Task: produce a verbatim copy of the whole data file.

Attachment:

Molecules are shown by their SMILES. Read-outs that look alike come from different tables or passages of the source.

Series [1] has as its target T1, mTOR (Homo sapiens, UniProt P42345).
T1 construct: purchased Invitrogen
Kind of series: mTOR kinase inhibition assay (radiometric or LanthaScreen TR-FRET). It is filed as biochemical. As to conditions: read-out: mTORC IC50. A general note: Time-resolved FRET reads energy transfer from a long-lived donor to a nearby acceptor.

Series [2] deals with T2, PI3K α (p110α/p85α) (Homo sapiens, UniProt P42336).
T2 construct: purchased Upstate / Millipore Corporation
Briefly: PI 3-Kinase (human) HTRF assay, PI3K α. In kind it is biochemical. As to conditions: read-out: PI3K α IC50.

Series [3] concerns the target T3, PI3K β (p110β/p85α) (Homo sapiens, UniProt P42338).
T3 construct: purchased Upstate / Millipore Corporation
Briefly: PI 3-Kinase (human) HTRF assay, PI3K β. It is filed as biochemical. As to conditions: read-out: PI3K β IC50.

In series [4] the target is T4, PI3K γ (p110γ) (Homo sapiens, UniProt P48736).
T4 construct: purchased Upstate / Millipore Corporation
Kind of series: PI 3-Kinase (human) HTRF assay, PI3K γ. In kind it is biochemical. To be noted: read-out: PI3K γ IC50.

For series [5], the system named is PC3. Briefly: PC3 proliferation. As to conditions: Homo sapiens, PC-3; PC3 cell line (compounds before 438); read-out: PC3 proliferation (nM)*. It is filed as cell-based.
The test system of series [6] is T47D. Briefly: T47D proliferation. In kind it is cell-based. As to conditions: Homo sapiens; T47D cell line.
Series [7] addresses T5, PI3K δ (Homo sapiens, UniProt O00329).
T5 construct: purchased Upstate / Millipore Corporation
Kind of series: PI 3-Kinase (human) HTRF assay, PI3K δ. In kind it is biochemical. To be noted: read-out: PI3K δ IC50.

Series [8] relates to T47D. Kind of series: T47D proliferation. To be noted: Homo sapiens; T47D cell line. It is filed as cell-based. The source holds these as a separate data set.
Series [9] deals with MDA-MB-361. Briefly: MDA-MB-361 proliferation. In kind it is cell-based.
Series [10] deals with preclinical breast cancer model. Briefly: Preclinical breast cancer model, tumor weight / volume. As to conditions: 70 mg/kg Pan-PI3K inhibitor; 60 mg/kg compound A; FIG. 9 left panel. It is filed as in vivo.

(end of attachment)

Molecules are shown by their SMILES. Read-outs that look alike come from different tables or passages of the source.

Series [1] has as its target T1, mTOR (Homo sapiens, UniProt P42345).
T1 construct: purchased Invitrogen
Kind of series: mTOR kinase inhibition assay (radiometric or LanthaScreen TR-FRET). It is filed as biochemical. As to conditions: read-out: mTORC IC50. A general note: Time-resolved FRET reads energy transfer from a long-lived donor to a nearby acceptor.

Series [2] deals with T2, PI3K α (p110α/p85α) (Homo sapiens, UniProt P42336).
T2 construct: purchased Upstate / Millipore Corporation
Briefly: PI 3-Kinase (human) HTRF assay, PI3K α. In kind it is biochemical. As to conditions: read-out: PI3K α IC50.

Series [3] concerns the target T3, PI3K β (p110β/p85α) (Homo sapiens, UniProt P42338).
T3 construct: purchased Upstate / Millipore Corporation
Briefly: PI 3-Kinase (human) HTRF assay, PI3K β. It is filed as biochemical. As to conditions: read-out: PI3K β IC50.

In series [4] the target is T4, PI3K γ (p110γ) (Homo sapiens, UniProt P48736).
T4 construct: purchased Upstate / Millipore Corporation
Kind of series: PI 3-Kinase (human) HTRF assay, PI3K γ. In kind it is biochemical. To be noted: read-out: PI3K γ IC50.

For series [5], the system named is PC3. Briefly: PC3 proliferation. As to conditions: Homo sapiens, PC-3; PC3 cell line (compounds before 438); read-out: PC3 proliferation (nM)*. It is filed as cell-based.
The test system of series [6] is T47D. Briefly: T47D proliferation. In kind it is cell-based. As to conditions: Homo sapiens; T47D cell line.
Series [7] addresses T5, PI3K δ (Homo sapiens, UniProt O00329).
T5 construct: purchased Upstate / Millipore Corporation
Kind of series: PI 3-Kinase (human) HTRF assay, PI3K δ. In kind it is biochemical. To be noted: read-out: PI3K δ IC50.

Series [8] relates to T47D. Kind of series: T47D proliferation. To be noted: Homo sapiens; T47D cell line. It is filed as cell-based. The source holds these as a separate data set.
Series [9] deals with MDA-MB-361. Briefly: MDA-MB-361 proliferation. In kind it is cell-based.
Series [10] deals with preclinical breast cancer model. Briefly: Preclinical breast cancer model, tumor weight / volume. As to conditions: 70 mg/kg Pan-PI3K inhibitor; 60 mg/kg compound A; FIG. 9 left panel. It is filed as in vivo.